As mask requirements lift, many families with immunocompromised kids and relatives feel overlooked

This story is part of Amy Bell’s Parental Guidance column, which airs on CBC Radio One’s The Early Edition.


Masks may cover our mouths, but they’ve sparked some rather heated conversations over the past two years. And while most people would love to embrace a post-COVID world where masks are rarely seen, are we really there yet?

With hospitalizations from COVID-19 going down, the government has removed most masking requirements.

Still, a lot of parents were surprised that following spring break — when many families would once again be traveling — masks would no longer be required in schools, although children are still welcome to wear them.

Some people feel like putting the onus on those who truly need that layer of protection, such as children who are immunocompromised or have family members who are, is just another example of how people who are medically vulnerable have been overlooked when it comes to COVID-19 safety. 

Ti Young has a young son, and while he is healthy, their family bubble includes two members who are immunocompromised and one who has a lung condition.

By sending her son to school, even if he’s masked, she worries about what he’ll now be exposed to and what he may bring home.

Young feels like the government has been too quick to download the responsibility of other people’s safety onto everyday people — some of whom may not have all the information they need to make the most informed choices.

“The province put the responsibility on not getting sick on individual decisions, and while I really respect other people’s decisions … it’s also really important that people get to make their decisions with the right kind of information.”

We disappear from our social circles, you don’t really think of us. So it’s easier to accept policy decisions that are like, ‘Let these people handle it themselves.’Ti Young

As someone who is medically vulnerable herself, Young says she fears that as some people are forced to isolate more as restrictions are eased, they’ll just be forgotten. 

“It’s just easiest to discard folks who don’t have the immunity that allows you to have the risk model where you’re like, ‘Hey I can afford an infection or two.’ We disappear from our social circles, you don’t really think of us. So it’s easier to accept policy decisions that are like, ‘Let these people handle it themselves.'”

Parents of children who are at risk are understandably frustrated and afraid. They’ve spent months doing everything they can to keep their children healthy, and that has meant trusting others will make the effort to protect everyone in society.

With COVID still very much active around the world, Lindsey Locke feels like her daughter’s and many others’ lives are being risked for the sake of healthy people. After being born premature, Lindsey says her daughter is very immunocompromised. 

“The disabled and the immune-compromised and everybody deserves to access essential services like education, the grocery store, transit. You don’t know what anyone else is going through so why should someone put their life in danger just to get an education because people don’t want to wear a mask? It’s very disheartening as a parent.”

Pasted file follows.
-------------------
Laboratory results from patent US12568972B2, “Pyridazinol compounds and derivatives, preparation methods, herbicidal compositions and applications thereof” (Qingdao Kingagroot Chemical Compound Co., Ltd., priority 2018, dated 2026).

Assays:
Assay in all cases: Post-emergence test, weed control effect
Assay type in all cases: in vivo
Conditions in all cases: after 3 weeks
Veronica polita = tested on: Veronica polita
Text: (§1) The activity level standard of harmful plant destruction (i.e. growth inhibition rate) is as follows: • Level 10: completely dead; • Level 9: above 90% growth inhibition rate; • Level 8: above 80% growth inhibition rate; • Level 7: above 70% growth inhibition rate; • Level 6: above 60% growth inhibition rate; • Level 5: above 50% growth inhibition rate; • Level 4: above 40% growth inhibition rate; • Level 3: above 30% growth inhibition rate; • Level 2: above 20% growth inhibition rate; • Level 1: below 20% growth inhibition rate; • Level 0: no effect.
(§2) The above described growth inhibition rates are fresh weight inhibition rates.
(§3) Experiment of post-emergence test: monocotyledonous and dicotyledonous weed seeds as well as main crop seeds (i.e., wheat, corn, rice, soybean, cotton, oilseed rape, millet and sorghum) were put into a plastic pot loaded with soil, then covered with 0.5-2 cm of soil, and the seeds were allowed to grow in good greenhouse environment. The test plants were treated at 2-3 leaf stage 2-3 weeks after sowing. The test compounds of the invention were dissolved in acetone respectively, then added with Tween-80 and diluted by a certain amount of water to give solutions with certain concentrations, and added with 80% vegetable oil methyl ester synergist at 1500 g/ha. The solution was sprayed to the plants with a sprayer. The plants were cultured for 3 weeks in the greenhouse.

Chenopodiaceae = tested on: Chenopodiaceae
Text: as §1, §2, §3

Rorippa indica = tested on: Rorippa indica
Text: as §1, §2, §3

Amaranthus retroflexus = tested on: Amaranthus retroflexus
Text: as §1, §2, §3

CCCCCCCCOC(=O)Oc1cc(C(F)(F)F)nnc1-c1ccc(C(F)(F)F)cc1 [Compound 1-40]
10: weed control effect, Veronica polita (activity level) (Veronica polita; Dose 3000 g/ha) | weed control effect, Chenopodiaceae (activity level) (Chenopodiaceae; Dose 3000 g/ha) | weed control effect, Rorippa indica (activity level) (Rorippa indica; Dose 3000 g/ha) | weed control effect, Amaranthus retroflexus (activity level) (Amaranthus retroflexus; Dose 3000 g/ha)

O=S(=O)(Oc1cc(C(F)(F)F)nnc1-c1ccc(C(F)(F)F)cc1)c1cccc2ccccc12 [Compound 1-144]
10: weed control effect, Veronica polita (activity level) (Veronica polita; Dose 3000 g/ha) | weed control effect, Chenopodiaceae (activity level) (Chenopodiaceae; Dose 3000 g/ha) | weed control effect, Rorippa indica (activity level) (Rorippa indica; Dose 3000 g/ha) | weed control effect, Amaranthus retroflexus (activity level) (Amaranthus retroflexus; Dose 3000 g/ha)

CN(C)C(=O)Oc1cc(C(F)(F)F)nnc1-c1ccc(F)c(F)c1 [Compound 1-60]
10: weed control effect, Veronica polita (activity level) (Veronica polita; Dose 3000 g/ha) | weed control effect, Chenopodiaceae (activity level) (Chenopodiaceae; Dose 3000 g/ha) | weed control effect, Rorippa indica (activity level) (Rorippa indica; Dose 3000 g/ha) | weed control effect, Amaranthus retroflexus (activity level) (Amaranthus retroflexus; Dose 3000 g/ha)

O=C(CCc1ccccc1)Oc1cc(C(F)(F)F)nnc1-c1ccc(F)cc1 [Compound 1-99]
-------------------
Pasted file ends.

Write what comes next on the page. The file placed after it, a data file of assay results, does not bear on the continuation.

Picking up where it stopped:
Many teachers are also concerned about the health of their students now that masks are not required. Jennifer Heighton teaches grade five, and is also a member of the Safe Schools Coalition B.C., whose members released an open letter before students returned to class from spring break.

In it, they outlined concerns around low vaccination rates in children under 12, highly transmissible variants, and the unknown risks of long COVID in children. They want a return to universal masking in schools to make sure access to education is fair and equitable for all kids, no matter what their personal and family situations are. 

Families that have immunocompromised kids or live with an immunocompromised family member, or an elderly grandparent, or an unvaccinated sibling? What are they supposed to do?– Jennifer Heighton

“It’s not like going to a movie theater or choosing to go to a restaurant indoors,” says Heighton.

“The kids have to go to school to get an education. And so families that have immunocompromised kids or live with an immunocompromised family member, or an elderly grandparent, or an unvaccinated sibling? What are they supposed to do? There are a lot of families in that situation.”

Heighton hopes parents who have healthy children will think about the impact their child could have on another family.

“For those families who are saying, ‘My child is healthy and my family is healthy so I don’t need to wear a mask,’ the things is, out of collective care … how would you feel if you accidentally infected other kids just because you weren’t wearing a mask when you happened to be infectious?” 

Masks can be uncomfortable, but the uncomfortable truth is that having the choice whether or not to wear them is a privilege that many people don’t have, no matter what the latest mandates say.

And while everyone is free to make the choice they feel is best for their families, I hope we teach our children that the best choices are those made with the most information and with the consideration of what’s best for others as much as ourselves — no matter how uncomfortable that might temporarily be.